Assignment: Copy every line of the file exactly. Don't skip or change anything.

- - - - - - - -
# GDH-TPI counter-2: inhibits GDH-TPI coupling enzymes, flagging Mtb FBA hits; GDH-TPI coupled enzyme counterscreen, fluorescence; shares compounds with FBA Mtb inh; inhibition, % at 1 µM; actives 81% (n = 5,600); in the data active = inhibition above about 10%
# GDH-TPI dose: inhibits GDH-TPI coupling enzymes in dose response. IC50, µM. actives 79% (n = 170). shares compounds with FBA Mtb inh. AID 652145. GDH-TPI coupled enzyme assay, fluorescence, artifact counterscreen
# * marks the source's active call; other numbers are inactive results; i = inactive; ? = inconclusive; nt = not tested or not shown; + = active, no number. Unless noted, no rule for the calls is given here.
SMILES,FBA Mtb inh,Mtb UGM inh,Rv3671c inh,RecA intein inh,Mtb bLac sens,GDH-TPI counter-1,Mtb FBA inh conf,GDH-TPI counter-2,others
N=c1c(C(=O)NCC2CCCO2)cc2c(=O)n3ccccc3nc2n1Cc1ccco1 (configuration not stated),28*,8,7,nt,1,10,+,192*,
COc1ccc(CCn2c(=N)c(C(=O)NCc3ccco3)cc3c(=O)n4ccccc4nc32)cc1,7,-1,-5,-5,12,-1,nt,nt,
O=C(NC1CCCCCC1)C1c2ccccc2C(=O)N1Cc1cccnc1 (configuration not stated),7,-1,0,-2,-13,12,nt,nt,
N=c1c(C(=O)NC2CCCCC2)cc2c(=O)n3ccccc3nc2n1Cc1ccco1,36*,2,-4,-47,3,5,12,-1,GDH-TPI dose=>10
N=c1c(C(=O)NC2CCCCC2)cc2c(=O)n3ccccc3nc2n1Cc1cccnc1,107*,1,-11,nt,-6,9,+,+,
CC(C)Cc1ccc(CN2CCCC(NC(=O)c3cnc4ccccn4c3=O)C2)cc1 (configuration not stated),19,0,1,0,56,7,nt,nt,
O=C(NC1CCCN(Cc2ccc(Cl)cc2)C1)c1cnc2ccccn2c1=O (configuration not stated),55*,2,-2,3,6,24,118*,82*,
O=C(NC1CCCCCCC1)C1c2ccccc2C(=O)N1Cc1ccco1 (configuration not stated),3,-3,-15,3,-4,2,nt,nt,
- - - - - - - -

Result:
# GDH-TPI counter-2: inhibits GDH-TPI coupling enzymes, flagging Mtb FBA hits; GDH-TPI coupled enzyme counterscreen, fluorescence; shares compounds with FBA Mtb inh; inhibition, % at 1 µM; actives 81% (n = 5,600); in the data active = inhibition above about 10%
# GDH-TPI dose: inhibits GDH-TPI coupling enzymes in dose response. IC50, µM. actives 79% (n = 170). shares compounds with FBA Mtb inh. AID 652145. GDH-TPI coupled enzyme assay, fluorescence, artifact counterscreen
# * marks the source's active call; other numbers are inactive results; i = inactive; ? = inconclusive; nt = not tested or not shown; + = active, no number. Unless noted, no rule for the calls is given here.
SMILES,FBA Mtb inh,Mtb UGM inh,Rv3671c inh,RecA intein inh,Mtb bLac sens,GDH-TPI counter-1,Mtb FBA inh conf,GDH-TPI counter-2,others
N=c1c(C(=O)NCC2CCCO2)cc2c(=O)n3ccccc3nc2n1Cc1ccco1 (configuration not stated),28*,8,7,nt,1,10,+,192*,
COc1ccc(CCn2c(=N)c(C(=O)NCc3ccco3)cc3c(=O)n4ccccc4nc32)cc1,7,-1,-5,-5,12,-1,nt,nt,
O=C(NC1CCCCCC1)C1c2ccccc2C(=O)N1Cc1cccnc1 (configuration not stated),7,-1,0,-2,-13,12,nt,nt,
N=c1c(C(=O)NC2CCCCC2)cc2c(=O)n3ccccc3nc2n1Cc1ccco1,36*,2,-4,-47,3,5,12,-1,GDH-TPI dose=>10
N=c1c(C(=O)NC2CCCCC2)cc2c(=O)n3ccccc3nc2n1Cc1cccnc1,107*,1,-11,nt,-6,9,+,+,
CC(C)Cc1ccc(CN2CCCC(NC(=O)c3cnc4ccccn4c3=O)C2)cc1 (configuration not stated),19,0,1,0,56,7,nt,nt,
O=C(NC1CCCN(Cc2ccc(Cl)cc2)C1)c1cnc2ccccn2c1=O (configuration not stated),55*,2,-2,3,6,24,118*,82*,
O=C(NC1CCCCCCC1)C1c2ccccc2C(=O)N1Cc1ccco1 (configuration not stated),3,-3,-15,3,-4,2,nt,nt,